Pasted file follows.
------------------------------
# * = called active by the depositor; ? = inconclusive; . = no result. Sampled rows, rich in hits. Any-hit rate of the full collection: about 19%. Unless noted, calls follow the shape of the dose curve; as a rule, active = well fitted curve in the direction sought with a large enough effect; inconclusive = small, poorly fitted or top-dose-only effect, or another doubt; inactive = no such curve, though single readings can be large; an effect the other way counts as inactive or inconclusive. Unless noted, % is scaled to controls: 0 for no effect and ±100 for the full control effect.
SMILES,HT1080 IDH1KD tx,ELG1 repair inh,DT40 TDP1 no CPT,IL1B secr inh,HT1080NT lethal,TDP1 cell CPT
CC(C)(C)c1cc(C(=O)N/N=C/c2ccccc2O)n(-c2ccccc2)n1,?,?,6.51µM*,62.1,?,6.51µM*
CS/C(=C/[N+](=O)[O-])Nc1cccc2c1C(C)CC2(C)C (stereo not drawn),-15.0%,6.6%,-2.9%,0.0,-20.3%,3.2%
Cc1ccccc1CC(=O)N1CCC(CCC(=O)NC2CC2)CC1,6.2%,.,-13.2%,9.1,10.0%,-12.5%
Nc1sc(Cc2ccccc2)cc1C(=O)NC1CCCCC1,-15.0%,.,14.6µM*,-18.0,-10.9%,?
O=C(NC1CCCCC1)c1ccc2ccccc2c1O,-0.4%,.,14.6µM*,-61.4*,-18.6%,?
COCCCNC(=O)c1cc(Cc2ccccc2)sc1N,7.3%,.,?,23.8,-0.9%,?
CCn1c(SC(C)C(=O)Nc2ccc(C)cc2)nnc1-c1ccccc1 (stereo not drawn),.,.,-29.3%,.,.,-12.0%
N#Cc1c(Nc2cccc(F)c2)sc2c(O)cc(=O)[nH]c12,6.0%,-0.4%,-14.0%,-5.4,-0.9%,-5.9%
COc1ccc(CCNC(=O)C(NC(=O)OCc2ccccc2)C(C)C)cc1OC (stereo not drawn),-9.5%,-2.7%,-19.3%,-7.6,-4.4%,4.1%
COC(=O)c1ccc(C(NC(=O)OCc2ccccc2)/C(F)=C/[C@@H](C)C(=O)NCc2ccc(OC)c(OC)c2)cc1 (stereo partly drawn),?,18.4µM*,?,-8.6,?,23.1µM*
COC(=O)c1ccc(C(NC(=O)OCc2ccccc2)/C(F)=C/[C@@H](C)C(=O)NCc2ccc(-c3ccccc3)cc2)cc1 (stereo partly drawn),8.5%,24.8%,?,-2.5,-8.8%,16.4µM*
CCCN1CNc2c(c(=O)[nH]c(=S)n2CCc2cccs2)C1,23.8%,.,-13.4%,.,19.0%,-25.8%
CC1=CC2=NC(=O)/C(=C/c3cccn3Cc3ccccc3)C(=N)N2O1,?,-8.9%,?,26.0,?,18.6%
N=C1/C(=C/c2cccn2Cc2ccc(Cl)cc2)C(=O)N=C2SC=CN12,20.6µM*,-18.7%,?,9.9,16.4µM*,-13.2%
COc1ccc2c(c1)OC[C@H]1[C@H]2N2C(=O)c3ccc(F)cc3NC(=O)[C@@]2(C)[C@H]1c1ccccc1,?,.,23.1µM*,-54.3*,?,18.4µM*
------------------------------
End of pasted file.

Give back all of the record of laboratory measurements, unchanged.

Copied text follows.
# * = called active by the depositor; ? = inconclusive; . = no result. Sampled rows, rich in hits. Any-hit rate of the full collection: about 19%. Unless noted, calls follow the shape of the dose curve; as a rule, active = well fitted curve in the direction sought with a large enough effect; inconclusive = small, poorly fitted or top-dose-only effect, or another doubt; inactive = no such curve, though single readings can be large; an effect the other way counts as inactive or inconclusive. Unless noted, % is scaled to controls: 0 for no effect and ±100 for the full control effect.
SMILES,HT1080 IDH1KD tx,ELG1 repair inh,DT40 TDP1 no CPT,IL1B secr inh,HT1080NT lethal,TDP1 cell CPT
CC(C)(C)c1cc(C(=O)N/N=C/c2ccccc2O)n(-c2ccccc2)n1,?,?,6.51µM*,62.1,?,6.51µM*
CS/C(=C/[N+](=O)[O-])Nc1cccc2c1C(C)CC2(C)C (stereo not drawn),-15.0%,6.6%,-2.9%,0.0,-20.3%,3.2%
Cc1ccccc1CC(=O)N1CCC(CCC(=O)NC2CC2)CC1,6.2%,.,-13.2%,9.1,10.0%,-12.5%
Nc1sc(Cc2ccccc2)cc1C(=O)NC1CCCCC1,-15.0%,.,14.6µM*,-18.0,-10.9%,?
O=C(NC1CCCCC1)c1ccc2ccccc2c1O,-0.4%,.,14.6µM*,-61.4*,-18.6%,?
COCCCNC(=O)c1cc(Cc2ccccc2)sc1N,7.3%,.,?,23.8,-0.9%,?
CCn1c(SC(C)C(=O)Nc2ccc(C)cc2)nnc1-c1ccccc1 (stereo not drawn),.,.,-29.3%,.,.,-12.0%
N#Cc1c(Nc2cccc(F)c2)sc2c(O)cc(=O)[nH]c12,6.0%,-0.4%,-14.0%,-5.4,-0.9%,-5.9%
COc1ccc(CCNC(=O)C(NC(=O)OCc2ccccc2)C(C)C)cc1OC (stereo not drawn),-9.5%,-2.7%,-19.3%,-7.6,-4.4%,4.1%
COC(=O)c1ccc(C(NC(=O)OCc2ccccc2)/C(F)=C/[C@@H](C)C(=O)NCc2ccc(OC)c(OC)c2)cc1 (stereo partly drawn),?,18.4µM*,?,-8.6,?,23.1µM*
COC(=O)c1ccc(C(NC(=O)OCc2ccccc2)/C(F)=C/[C@@H](C)C(=O)NCc2ccc(-c3ccccc3)cc2)cc1 (stereo partly drawn),8.5%,24.8%,?,-2.5,-8.8%,16.4µM*
CCCN1CNc2c(c(=O)[nH]c(=S)n2CCc2cccs2)C1,23.8%,.,-13.4%,.,19.0%,-25.8%
CC1=CC2=NC(=O)/C(=C/c3cccn3Cc3ccccc3)C(=N)N2O1,?,-8.9%,?,26.0,?,18.6%
N=C1/C(=C/c2cccn2Cc2ccc(Cl)cc2)C(=O)N=C2SC=CN12,20.6µM*,-18.7%,?,9.9,16.4µM*,-13.2%
COc1ccc2c(c1)OC[C@H]1[C@H]2N2C(=O)c3ccc(F)cc3NC(=O)[C@@]2(C)[C@H]1c1ccccc1,?,.,23.1µM*,-54.3*,?,18.4µM*